EP220: Is Wall Street Buying Up All the Homes in America?
We need to set the record straight today.
It makes us crazy when exaggerated, scary headlines are thrown around, stirring up drama and leaving investors confused! 🙄
Haaave you heard the one about Wall Street buying up ALL the homes in America?
It’s simply not accurate, and we’d like to explain why.
Because when it comes to real estate investing, you deserve to know the FACTS about what’s happening in the market!
It might be easy to blame Wall Street for the housing crisis, butttt the data just doesn’t point that way.
There are actually more complex things affecting housing prices and demand.
Like zoning laws and interest rate hikes, for starters.
Real estate investors need to understand the state of the housing market to keep making smart investment decisions for growing lasting wealth. 🙌
So, you just can’t believe eeeevery single headline you see.
But you CAN trust that we’ll always dive into the data and lay it out as simply as we can.
Savvy investors look to the facts, not just the media. 👏
Wall Street isn’t at all blameless…but it’s also not the sole cause of the housing crisis.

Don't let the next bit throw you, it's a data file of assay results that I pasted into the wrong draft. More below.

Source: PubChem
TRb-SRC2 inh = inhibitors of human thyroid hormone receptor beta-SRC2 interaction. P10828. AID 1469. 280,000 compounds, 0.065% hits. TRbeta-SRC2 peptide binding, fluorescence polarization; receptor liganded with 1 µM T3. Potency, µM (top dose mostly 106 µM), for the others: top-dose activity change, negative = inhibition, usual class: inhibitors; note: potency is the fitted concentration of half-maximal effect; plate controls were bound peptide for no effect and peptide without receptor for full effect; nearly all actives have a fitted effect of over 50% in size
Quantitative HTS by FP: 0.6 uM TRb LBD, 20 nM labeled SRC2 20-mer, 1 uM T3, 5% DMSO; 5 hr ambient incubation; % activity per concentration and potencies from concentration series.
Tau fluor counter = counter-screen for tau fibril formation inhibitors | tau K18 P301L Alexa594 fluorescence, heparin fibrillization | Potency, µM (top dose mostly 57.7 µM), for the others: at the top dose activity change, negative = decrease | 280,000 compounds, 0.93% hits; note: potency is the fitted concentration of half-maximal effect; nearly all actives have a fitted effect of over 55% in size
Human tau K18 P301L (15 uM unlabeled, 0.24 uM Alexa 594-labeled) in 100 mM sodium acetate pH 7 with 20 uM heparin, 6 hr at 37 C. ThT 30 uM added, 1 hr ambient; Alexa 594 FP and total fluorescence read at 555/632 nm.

Here’s to always getting to the bottom of sensationalized headlines. 🥂
IN JUST 3 MINUTES OR LESS TODAY, YOU’LL LEARN ⏬ :
- Come join us as we explore Wall Street’s apparent domination of single-family homes, seemingly squeezing out regular buyers.
- But together we’ll discover that the housing crisis is far more complex. It’s not just about Wall Street.
- Factors like interest rate hikes and zoning laws favoring single-family homes play major roles.
- This deeper understanding guides us towards long-term investments and seeing the bigger housing market picture, steering clear of sensational headlines.
Is Wall Street Buying Up All the Homes in America?
Did you guys know that Wall Street has single-handedly bought up a huge portion of single-family housing 🏠, leaving the rest of us SOL (Simply Out of Luck)?
Yeah, that’s right, in fact, by 2030, mega-corporations like BlackRock could own 60% of single-family homes.